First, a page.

Competitiveness and Profitability of Ontario Swine Farm

Ontario Hogs

The Ontario pig industry has changed dramatically in the last decade as the production base has moved from many small farms to fewer, but larger farms. Between 1996 and 2006, the number of farms reporting pigs decreased by 39.9% but farm numbers in the swine farm class of 4,685 animals and over increased by 245%. Ontario farms tend to be sophisticated by taking advantage of the latest trends in production technology, environmental management, feeding systems, genetics, etc. Further, it is recognized that there are many factors that can affect profitability at the farm level including: input prices (e.g. feed prices), pig prices, exchange rate, trade regulations and environmental regulations. However, for the year of 2009, it has been a particular challenging year in terms of producer profitability due to a combination of many factors but most noticeably, low hog prices.

This project is to probe deeper into the farm income issue on Ontario swine farms. While it is well known that market hog prices in North America typically follow a cycle (i.e. usually 4 years in length) and that commodity prices affect farm profitability, this project goes beyond market prices to examine the relationships between profitability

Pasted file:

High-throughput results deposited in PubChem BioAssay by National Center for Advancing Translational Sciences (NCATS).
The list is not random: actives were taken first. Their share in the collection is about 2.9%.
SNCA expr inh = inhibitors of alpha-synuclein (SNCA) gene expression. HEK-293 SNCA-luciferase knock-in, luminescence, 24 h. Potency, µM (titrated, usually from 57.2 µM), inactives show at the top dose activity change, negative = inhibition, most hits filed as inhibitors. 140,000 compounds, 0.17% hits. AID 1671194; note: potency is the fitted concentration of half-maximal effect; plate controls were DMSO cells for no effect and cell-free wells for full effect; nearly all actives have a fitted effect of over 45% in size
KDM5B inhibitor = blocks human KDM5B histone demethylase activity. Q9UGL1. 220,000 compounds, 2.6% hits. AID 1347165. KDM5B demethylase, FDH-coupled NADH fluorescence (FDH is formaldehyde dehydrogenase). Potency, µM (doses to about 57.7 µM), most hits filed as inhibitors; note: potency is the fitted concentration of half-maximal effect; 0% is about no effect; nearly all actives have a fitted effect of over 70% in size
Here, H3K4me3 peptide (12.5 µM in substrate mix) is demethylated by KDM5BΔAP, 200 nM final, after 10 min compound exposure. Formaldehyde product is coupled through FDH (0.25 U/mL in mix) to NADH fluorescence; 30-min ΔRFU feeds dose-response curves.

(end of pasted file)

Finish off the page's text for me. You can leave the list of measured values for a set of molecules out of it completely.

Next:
and various factors including farm size, production type, and production performance. There are two distinct research problems to be investigated in this proposal and the first one is: (i) What are the key factors affecting swine farm financial performance? Specific factors to be examined include production size, production type, productivity, and etc. The second problem to be examined is: (ii) Can hedging lean market hog contracts improve swine farm profitability and risk management over selling on the cash market?

To perform the profitability analysis on swine farms data from CAIS and AgriStability will be used along with data from the Ontario Data Analysis project which has detailed financial and production information. Profitability by farm size will be measured on a whole farm basis as well as on a per sow, per pig, and per kilogram basis. To do the evaluation on hedging contracts historical lean hog futures data from the Chicago Mercantile Exchange and Ontario Pork’s Forward Contract Program will be used.

The information from this study is very important to the Ontario industry as it struggles for viability. Between 2005 and 2008 Ontario exported over 54% of it’s pork production. In Canada, the majority of pork is exported as fresh, chilled or frozen which accounts 75% of the total volume. These figures indicate that pork exports are still commodity based which means low cost production is imperative to long run profitability.

Economics of Farm Income and Farm Structure
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